Embeda - Consumer Medicine Information
|Condition:||Chronic Pain, Pain|
|Class:||Narcotic analgesic combinations|
|Ingredients:||morphine sulfate, naltrexone hydrochloride|
(morphine sulfate and naltrexone hydrochloride) extended-release capsules, CII
A strong prescription pain medicine that contains an opioid (narcotic) that is used to manage pain severe enough to require daily around-the-clock, long-term treatment with an opioid, when other pain treatments such as non-opioid pain medicines or immediate-release opioid medicines do not treat your pain well enough or you cannot tolerate them.
A long- acting (extended-release) opioid pain medicine that can put you at risk for overdose and death. Even if you take your dose correctly as prescribed you are at risk for opioid addiction, abuse, and misuse that can lead to death.
Not for use to treat pain that is not around-the-clock.
Important Information About EMBEDA
Get Emergency Help Right Away If You Take Too Much EMBEDA (Overdose)
When you first start taking EMBEDA, when your dose is changed, or if you take too much (overdose), serious or life-threatening breathing problems that can lead to death may occur.
Never give anyone your EMBEDA. They could die from taking it. Store EMBEDA away from children and in a safe place to prevent stealing or abuse. Selling or giving away EMBEDA is against the law.
Do not Take EMBEDA If You Have
- severe asthma, trouble breathing, or other lung problems.
- a bowel blockage or have narrowing of the stomach or intestines.
Before Taking EMBEDA, Tell Your Healthcare Provider If You Have a History Of
- head injury, seizures
- problems urinating
- liver, kidney, thyroid problems
- pancreas or gallbladder problems
- abuse of street or prescription drugs, alcohol addiction, or mental health problems.
Tell Your Healthcare Provider If You Are
Pregnant or planning to become pregnant
Prolonged use of EMBEDA during pregnancy can cause withdrawal symptoms in your newborn baby that could be life-threatening if not recognized and treated.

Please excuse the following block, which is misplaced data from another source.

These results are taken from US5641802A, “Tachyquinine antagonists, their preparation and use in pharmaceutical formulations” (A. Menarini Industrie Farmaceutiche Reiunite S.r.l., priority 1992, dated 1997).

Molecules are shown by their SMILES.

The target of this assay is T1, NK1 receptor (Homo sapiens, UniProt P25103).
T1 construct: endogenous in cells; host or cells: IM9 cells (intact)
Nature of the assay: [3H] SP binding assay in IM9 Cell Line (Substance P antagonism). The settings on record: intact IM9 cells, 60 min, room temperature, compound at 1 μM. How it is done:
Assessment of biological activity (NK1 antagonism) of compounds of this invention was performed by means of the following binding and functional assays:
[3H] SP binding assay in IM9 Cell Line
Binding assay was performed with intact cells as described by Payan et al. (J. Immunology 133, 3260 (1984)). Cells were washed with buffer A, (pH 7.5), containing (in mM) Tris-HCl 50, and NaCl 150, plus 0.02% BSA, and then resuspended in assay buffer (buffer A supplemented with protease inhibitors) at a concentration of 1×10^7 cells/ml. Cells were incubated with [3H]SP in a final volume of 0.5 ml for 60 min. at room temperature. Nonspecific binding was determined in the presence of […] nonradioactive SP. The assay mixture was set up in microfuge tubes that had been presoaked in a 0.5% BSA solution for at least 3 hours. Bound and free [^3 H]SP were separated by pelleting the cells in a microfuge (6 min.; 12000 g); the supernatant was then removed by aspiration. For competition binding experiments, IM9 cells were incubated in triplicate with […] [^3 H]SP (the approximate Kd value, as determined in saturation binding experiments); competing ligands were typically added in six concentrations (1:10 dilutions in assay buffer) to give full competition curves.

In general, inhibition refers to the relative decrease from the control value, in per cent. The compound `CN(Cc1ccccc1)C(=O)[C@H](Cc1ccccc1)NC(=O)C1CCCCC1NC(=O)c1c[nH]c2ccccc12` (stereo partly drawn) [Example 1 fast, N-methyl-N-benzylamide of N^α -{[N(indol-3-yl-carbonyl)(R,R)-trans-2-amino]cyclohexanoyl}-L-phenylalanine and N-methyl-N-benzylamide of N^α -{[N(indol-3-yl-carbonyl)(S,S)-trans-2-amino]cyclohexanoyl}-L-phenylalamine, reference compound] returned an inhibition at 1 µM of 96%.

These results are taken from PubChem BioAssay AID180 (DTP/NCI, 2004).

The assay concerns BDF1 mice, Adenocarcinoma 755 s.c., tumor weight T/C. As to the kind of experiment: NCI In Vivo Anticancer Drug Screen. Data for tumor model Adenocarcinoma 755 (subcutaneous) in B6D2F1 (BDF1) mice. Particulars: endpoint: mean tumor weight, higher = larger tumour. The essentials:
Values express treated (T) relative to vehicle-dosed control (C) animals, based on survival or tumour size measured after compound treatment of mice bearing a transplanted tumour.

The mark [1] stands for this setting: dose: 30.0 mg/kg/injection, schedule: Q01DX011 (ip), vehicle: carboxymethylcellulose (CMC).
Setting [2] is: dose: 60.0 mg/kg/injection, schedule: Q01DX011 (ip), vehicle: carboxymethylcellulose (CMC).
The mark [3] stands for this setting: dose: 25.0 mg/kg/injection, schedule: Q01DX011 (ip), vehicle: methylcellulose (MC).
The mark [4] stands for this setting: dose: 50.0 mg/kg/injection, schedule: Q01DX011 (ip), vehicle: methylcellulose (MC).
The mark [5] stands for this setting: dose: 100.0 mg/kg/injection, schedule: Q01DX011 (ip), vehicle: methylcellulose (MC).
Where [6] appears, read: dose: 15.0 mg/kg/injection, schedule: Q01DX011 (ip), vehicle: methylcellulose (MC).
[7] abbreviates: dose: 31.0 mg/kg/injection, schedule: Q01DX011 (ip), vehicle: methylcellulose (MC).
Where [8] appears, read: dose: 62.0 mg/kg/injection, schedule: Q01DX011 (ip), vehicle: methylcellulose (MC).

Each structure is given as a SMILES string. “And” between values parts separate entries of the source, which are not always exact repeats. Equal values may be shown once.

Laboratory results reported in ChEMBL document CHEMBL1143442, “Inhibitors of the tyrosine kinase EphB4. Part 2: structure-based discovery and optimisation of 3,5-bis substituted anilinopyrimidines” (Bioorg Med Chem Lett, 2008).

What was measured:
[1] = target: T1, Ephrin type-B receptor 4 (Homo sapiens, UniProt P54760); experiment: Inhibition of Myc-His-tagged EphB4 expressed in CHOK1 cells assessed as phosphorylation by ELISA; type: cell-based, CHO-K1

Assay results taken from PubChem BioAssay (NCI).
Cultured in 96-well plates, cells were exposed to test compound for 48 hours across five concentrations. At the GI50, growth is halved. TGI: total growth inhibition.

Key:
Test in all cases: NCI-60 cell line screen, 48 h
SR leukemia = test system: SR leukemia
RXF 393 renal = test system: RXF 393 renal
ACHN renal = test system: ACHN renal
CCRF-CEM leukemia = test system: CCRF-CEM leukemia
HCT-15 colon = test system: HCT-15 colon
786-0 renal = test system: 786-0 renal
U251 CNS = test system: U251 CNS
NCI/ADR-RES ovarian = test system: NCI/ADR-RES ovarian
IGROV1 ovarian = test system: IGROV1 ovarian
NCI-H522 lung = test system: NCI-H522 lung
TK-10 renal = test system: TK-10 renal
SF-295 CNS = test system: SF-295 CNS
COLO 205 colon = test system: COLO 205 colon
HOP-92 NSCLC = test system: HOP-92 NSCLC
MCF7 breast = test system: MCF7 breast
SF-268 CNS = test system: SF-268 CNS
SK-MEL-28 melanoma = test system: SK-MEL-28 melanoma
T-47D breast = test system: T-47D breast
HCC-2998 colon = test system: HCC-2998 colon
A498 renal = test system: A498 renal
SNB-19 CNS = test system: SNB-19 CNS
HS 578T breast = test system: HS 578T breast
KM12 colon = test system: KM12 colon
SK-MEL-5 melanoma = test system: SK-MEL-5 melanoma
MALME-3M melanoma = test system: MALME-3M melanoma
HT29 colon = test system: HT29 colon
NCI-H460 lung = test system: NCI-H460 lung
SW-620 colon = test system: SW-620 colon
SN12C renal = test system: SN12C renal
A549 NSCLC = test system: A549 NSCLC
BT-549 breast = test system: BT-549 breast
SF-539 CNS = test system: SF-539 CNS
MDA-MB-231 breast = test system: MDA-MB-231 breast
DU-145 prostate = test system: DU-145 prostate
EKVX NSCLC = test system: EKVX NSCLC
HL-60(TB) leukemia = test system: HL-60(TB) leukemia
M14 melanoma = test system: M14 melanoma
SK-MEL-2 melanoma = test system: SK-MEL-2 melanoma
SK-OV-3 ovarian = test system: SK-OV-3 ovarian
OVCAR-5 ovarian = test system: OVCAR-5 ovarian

EMBEDA passes into breast milk and may harm your baby.
Taking prescription or over-the-counter medicines, vitamins, or herbal supplements. Taking EMBEDA with certain other medicines can cause serious side effects.
When Taking EMBEDA
Do not change your dose. Take EMBEDA exactly as prescribed by your healthcare provider.
Take your prescribed dose every 12 or 24 hours, at the same time every day, as instructed by your healthcare provider. Do not take more than your prescribed daily dose within a 24-hour period. If you miss a dose, take your next dose at your usual time.
Swallow EMBEDA whole. Do not cut, break, chew, crush, dissolve, snort, or inject EMBEDA because this may cause you to overdose and die.
You should not receive EMBEDA through a nasogastric tube or gastric tube (stomach tube).
If you cannot swallow EMBEDA capsules, see the detailed Instructions for Use.
Call your healthcare provider if the dose you are taking does not control your pain.
Do not stop taking EMBEDA without talking to your healthcare provider.
After you stop taking EMBEDA, flush any unused capsules down the toilet.
While Taking EMBEDA Do Not
- Drive or operate heavy machinery until you know how EMBEDA affects you. EMBEDA can make you sleepy, dizzy, or lightheaded.
- Drink alcohol, or use prescription or over-the-counter medicines containing alcohol. Using products containing alcohol during treatment with EMBEDA may cause you to overdose and die.
The Possible Side Effects of EMBEDA Are
Constipation, nausea, sleepiness, vomiting, tiredness, headache, dizziness, abdominal pain. Call your healthcare provider if you have any of these symptoms and they are severe
Get Emergency Medical Help If You Have
- trouble breathing, shortness of breath, fast heartbeat, chest pain, swelling of your face, tongue or throat, extreme drowsiness, light-headedness when changing positions, or you are feeling faint.
These are not all the possible side effects of EMBEDA. Call your doctor for medical advice about side effects. You may report side effects to FDA at 1 -800-FDA-1088.
For more information go to dailymed.nlm.nih.gov